See my companion piece: Decline in Domestic Interest in Korean Cinema?
It is my impression that of late, there has been a lack of enthusiasm for Korean cinema in the west. While I Saw the Devil was recently released in the US and is gaining in popularity, the exposure it is receiving pales in comparison to those which preceded it, like The Host and Oldboy. I suppose it was only a matter of time before this happened and to be honest the recognition that Korean cinema receives now is still far greater than anything it experienced prior to the new millenium.
Park Chan-wook - He is directing the Wentworth Miller's blacklisted Stocker starring Nicole Kidman, Colin Firth and Mia Wasikowski.
Kim Ji-woon - Attached to helm Lionsgate's The Last Stand, another blacklisted script starring Liam Neeson.
*UPDATE* Bong Joon-ho - I've heard that after he completes Snow Piercer, Bong will embark on his first US film with J.J. Abrams on board to produce. This will not start until he finishes Snow Piercer, which is said to be in production until 2012.
These directors, as well as Bong Joon-ho, are established but I worry that it will be difficult for other Korean filmmakers to make a similar mark on the international scene. Na Hong-jin made some strides with The Chaser and one hopes that his new effort, The Yellow Sea, can bolster his reputation but I doubt that he will become as popular as the aforementioned filmmakers.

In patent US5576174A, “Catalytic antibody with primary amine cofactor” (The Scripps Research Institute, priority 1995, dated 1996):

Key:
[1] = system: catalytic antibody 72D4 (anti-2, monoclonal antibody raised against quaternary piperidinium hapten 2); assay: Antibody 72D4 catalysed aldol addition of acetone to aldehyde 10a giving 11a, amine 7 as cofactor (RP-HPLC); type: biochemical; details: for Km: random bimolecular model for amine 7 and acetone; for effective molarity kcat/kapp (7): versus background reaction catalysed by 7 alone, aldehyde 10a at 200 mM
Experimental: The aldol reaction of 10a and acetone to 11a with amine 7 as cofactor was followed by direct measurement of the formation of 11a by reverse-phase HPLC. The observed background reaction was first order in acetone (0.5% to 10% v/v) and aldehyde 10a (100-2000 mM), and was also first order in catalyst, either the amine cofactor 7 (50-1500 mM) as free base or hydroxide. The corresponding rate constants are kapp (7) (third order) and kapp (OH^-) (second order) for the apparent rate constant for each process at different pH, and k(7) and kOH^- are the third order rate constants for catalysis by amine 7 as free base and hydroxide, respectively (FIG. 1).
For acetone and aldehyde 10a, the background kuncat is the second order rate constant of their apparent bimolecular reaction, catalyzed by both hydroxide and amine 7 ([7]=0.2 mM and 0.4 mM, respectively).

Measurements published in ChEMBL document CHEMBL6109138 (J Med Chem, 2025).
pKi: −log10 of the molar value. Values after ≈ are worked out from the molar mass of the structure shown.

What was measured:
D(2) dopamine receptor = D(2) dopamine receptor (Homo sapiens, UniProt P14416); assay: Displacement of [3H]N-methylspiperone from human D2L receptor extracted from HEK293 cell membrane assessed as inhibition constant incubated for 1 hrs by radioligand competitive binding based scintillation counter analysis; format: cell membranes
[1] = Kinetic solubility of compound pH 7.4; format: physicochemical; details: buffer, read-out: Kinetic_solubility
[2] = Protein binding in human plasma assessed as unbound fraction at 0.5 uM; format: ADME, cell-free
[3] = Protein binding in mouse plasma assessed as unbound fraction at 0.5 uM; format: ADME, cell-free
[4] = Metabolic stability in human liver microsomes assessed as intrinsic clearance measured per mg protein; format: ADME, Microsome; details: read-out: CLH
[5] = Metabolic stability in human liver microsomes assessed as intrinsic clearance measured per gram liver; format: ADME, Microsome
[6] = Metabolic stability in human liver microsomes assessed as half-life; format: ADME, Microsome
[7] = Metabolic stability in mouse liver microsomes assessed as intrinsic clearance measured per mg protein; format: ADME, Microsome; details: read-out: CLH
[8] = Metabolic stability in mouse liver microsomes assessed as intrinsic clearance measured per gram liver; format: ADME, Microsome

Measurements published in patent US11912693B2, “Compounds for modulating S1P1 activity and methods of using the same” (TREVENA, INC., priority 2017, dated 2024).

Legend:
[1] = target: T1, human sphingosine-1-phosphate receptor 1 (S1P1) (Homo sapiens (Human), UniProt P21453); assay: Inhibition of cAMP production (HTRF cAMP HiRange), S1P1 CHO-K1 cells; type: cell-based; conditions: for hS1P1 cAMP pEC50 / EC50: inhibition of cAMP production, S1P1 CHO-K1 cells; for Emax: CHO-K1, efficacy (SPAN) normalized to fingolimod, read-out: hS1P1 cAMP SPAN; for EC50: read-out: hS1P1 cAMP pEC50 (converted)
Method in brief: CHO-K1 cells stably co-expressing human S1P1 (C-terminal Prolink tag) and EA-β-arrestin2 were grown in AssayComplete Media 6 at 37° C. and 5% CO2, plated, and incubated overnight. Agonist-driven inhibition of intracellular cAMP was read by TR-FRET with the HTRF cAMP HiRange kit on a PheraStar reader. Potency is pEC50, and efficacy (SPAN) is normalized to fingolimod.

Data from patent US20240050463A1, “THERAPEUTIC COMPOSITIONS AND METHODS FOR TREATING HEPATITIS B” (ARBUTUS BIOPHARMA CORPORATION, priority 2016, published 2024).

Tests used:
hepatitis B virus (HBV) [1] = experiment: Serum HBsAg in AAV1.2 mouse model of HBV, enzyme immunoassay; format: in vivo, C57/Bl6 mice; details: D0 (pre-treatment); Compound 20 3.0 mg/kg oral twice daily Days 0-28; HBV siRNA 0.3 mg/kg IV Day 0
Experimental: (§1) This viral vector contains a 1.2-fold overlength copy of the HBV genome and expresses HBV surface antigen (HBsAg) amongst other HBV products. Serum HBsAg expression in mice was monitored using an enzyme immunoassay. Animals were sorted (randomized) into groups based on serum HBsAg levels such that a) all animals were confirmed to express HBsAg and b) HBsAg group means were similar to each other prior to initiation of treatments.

The question though, is why are Korean films losing steam? There has been a decline in attendance in Korea lately but the quality of the work is still very strong. Modern western audiences have notoriously short attention spans and it is quite possible that they have moved on to the new thing. The wow factor of the Asia Extreme branding (an invention courtesy of western distribution companies) has worn off and audiences may have moved on for there sensory thrills. Kim's I Saw the Devil is a case in point, it is very violent, original, and certainly depraved, all prerequisites of this supposed subgenre, but coming after films such as Oldboy, A Bittersweet Life, and Save the Green Planet, which are all surpassed by it in terms of brutality, it lacks novelty.
I think this was the problem to begin with, Korean cinema had so much more to offer than violent revenge thrillers, but everything else was peppered underneath them. Had audiences been exposed to the larger, more substantive Korean industry as a whole, perhaps this could have ensured for longevity. Instead it seems that some mid-level distribution companies (such as Tartan) capitalized on the visceral thrill of the new and unknown and sailed on this short wind of popularity.
As I said I still believe that Korean cinema has a lot to offer and it is only a matter of time before another film can have a significant impact on the international market. I just hope that when this does happen a few perspicacious people will be able to foster a culture of growth and enrich themselves and our viewing habits in the process.